Engineers have created a laser sensor to detect explosives

Researchers at the University of California (Berkeley) have created a new technique that has improved sensitivity miniature laser sensor for the determination of explosives.

In the tests, the researchers used a new device to detect several types of explosives: dinitrotoluen (DNT), ammonium nitrate and nitrobenzene. The device was able to successfully detect the concentration of hazardous elements in the air, in extremely small doses: 0,67 per billion, 0.4 billion and 7.2 million, respectively. According to developers, the much higher sensitivity of existing methods of definition.

The author of the new research and development Xiang Zhang: "Optical sensors for explosive detection are very sensitive and compact. They have the possibility to increase the minimum traces of explosives and are one of the most powerful tools we have." The researchers say that the sensor can be applied to detect unexploded landmines.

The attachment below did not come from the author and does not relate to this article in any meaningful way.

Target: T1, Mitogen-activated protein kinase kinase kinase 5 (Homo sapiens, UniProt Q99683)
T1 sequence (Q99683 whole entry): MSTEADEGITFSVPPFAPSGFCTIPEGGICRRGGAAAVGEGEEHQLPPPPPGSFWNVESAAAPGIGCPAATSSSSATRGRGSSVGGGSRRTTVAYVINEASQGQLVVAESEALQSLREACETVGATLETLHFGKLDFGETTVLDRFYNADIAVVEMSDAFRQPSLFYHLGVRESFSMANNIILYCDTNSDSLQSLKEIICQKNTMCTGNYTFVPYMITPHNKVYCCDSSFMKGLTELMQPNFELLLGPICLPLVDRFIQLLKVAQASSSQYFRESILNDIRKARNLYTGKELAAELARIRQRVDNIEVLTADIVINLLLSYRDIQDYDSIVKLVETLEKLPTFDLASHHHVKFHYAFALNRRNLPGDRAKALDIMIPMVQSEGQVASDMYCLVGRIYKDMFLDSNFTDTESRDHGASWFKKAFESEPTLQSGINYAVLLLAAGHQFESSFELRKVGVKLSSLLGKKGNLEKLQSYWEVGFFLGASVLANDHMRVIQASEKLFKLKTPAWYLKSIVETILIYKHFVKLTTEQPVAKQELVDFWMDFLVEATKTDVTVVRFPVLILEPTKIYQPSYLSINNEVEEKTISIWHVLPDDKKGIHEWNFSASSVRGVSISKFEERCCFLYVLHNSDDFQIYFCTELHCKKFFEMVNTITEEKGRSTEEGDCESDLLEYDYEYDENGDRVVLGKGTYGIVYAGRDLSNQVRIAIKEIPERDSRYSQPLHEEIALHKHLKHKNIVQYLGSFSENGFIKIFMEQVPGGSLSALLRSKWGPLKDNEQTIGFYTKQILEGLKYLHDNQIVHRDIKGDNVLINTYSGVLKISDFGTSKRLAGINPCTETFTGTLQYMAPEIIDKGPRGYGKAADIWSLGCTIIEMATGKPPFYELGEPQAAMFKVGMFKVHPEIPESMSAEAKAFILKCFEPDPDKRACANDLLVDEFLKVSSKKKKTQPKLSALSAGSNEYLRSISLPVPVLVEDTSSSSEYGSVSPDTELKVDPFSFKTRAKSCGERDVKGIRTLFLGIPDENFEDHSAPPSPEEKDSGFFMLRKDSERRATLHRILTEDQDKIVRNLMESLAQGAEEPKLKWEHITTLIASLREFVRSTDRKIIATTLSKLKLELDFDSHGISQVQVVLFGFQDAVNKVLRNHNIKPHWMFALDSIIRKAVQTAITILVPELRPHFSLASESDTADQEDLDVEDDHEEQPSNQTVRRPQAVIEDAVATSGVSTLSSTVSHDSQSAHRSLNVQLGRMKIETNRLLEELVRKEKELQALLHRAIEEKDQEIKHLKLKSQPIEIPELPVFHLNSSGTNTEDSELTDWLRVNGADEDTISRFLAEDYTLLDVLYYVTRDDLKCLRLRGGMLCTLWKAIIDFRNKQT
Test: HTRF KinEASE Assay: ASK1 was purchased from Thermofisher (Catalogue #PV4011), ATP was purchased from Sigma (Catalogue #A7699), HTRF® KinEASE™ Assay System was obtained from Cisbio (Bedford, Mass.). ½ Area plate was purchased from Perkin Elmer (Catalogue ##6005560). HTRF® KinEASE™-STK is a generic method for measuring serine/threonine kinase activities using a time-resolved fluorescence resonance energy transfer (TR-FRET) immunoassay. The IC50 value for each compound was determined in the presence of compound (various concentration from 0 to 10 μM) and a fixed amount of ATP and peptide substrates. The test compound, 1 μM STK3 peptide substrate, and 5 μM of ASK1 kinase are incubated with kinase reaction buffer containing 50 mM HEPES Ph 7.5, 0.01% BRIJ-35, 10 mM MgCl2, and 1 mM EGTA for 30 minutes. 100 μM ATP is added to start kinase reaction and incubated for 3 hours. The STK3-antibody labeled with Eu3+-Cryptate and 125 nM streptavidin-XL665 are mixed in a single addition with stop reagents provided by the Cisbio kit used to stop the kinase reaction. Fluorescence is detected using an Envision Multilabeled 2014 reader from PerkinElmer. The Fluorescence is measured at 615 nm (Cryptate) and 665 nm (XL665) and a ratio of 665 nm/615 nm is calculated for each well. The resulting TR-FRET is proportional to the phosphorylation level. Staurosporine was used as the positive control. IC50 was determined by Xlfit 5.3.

When designing the device, the researchers used the chemical composition of the explosives, particularly nitro-compounds such as DNT and TNT. In the analysis of the interaction of the molecules with natural surface defects on the semiconductor. The device works by detecting the increase in intensity in the light signal that occurs as a result of this interaction. Co-author Ren-Min MA: "PETN has more nitro functional groups and more electrondeficient than DNT, so the sensitivity of our device should be even higher than with DNT. Our technology could lead to portable devices that can detect tiny trace vapor in the air molecules of explosive compounds."



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